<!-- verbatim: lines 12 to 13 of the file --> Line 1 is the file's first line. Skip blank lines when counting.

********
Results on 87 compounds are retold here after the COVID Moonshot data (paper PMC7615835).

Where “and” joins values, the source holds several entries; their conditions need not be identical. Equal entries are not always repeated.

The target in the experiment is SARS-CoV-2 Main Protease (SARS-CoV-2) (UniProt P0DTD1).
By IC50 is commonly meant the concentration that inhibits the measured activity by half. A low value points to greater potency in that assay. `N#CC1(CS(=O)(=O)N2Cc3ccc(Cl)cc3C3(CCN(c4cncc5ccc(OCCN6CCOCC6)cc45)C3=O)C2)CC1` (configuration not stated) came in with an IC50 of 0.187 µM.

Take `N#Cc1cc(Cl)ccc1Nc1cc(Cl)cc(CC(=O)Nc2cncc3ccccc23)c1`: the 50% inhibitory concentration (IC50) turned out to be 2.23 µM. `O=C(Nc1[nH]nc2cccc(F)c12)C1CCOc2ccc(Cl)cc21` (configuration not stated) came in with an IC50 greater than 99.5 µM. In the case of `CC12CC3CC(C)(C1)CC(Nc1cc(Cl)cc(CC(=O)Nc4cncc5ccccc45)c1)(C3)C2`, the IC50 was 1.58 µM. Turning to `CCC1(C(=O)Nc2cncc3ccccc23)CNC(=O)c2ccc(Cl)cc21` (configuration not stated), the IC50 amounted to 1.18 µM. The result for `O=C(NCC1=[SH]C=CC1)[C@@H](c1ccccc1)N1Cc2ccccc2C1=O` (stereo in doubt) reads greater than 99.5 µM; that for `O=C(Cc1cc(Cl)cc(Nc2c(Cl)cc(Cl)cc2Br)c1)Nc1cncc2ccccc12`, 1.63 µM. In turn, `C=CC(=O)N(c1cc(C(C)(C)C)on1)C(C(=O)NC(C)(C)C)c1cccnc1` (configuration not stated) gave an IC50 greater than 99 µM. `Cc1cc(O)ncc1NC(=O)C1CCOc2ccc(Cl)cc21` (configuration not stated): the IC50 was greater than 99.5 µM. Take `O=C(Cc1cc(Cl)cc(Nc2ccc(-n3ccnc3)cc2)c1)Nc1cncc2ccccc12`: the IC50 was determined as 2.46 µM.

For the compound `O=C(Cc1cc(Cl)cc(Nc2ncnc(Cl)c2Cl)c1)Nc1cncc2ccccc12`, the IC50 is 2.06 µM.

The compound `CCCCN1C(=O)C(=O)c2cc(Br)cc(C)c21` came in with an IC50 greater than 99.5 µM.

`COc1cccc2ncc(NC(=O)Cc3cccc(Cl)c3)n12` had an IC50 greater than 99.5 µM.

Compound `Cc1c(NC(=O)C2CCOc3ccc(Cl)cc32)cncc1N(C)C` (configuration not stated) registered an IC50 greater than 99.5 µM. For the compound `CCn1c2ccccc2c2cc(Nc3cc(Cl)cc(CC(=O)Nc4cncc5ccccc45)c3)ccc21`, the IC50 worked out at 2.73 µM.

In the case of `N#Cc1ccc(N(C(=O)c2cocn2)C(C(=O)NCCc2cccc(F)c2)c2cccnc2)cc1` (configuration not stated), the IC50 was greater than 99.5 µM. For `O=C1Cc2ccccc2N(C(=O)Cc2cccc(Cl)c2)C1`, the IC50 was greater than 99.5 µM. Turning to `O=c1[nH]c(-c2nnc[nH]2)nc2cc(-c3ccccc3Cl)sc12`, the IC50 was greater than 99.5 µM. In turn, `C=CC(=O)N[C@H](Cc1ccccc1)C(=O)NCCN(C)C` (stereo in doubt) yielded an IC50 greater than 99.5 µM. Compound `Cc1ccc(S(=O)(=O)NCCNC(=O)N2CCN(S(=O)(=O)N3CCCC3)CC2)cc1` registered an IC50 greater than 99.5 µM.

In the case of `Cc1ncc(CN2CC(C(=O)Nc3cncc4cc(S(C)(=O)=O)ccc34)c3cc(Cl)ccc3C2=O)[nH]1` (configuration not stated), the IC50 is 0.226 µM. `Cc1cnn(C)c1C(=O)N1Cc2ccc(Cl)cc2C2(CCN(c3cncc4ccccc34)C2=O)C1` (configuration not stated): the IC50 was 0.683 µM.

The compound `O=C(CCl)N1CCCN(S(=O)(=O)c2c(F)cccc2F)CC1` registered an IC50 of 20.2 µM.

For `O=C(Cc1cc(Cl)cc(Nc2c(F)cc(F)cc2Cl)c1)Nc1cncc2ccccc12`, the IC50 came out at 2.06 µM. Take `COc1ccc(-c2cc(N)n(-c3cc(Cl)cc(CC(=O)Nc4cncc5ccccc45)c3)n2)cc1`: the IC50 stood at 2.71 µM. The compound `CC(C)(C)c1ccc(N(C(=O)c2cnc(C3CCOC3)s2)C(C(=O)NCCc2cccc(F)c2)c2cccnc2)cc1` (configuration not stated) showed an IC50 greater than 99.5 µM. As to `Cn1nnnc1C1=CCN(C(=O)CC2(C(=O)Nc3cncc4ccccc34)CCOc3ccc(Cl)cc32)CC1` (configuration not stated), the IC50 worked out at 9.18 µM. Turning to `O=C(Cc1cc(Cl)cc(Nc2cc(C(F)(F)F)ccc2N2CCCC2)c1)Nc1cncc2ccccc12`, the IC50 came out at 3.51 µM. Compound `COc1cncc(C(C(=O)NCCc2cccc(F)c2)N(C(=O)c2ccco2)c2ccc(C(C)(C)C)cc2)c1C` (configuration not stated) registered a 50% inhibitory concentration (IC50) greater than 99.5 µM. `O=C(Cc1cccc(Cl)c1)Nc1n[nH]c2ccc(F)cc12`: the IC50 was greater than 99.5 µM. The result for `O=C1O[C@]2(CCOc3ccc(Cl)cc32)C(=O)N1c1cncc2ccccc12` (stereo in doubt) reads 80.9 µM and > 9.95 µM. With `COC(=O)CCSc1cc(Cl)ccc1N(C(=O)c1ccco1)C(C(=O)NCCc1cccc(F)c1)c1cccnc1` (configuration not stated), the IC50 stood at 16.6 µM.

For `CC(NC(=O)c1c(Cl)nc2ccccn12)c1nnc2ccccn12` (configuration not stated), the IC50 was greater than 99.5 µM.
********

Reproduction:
The compound `O=C(CCl)N1CCCN(S(=O)(=O)c2c(F)cccc2F)CC1` registered an IC50 of 20.2 µM.

For `O=C(Cc1cc(Cl)cc(Nc2c(F)cc(F)cc2Cl)c1)Nc1cncc2ccccc12`, the IC50 came out at 2.06 µM. Take `COc1ccc(-c2cc(N)n(-c3cc(Cl)cc(CC(=O)Nc4cncc5ccccc45)c3)n2)cc1`: the IC50 stood at 2.71 µM. The compound `CC(C)(C)c1ccc(N(C(=O)c2cnc(C3CCOC3)s2)C(C(=O)NCCc2cccc(F)c2)c2cccnc2)cc1` (configuration not stated) showed an IC50 greater than 99.5 µM. As to `Cn1nnnc1C1=CCN(C(=O)CC2(C(=O)Nc3cncc4ccccc34)CCOc3ccc(Cl)cc32)CC1` (configuration not stated), the IC50 worked out at 9.18 µM. Turning to `O=C(Cc1cc(Cl)cc(Nc2cc(C(F)(F)F)ccc2N2CCCC2)c1)Nc1cncc2ccccc12`, the IC50 came out at 3.51 µM. Compound `COc1cncc(C(C(=O)NCCc2cccc(F)c2)N(C(=O)c2ccco2)c2ccc(C(C)(C)C)cc2)c1C` (configuration not stated) registered a 50% inhibitory concentration (IC50) greater than 99.5 µM. `O=C(Cc1cccc(Cl)c1)Nc1n[nH]c2ccc(F)cc12`: the IC50 was greater than 99.5 µM. The result for `O=C1O[C@]2(CCOc3ccc(Cl)cc32)C(=O)N1c1cncc2ccccc12` (stereo in doubt) reads 80.9 µM and > 9.95 µM. With `COC(=O)CCSc1cc(Cl)ccc1N(C(=O)c1ccco1)C(C(=O)NCCc1cccc(F)c1)c1cccnc1` (configuration not stated), the IC50 stood at 16.6 µM.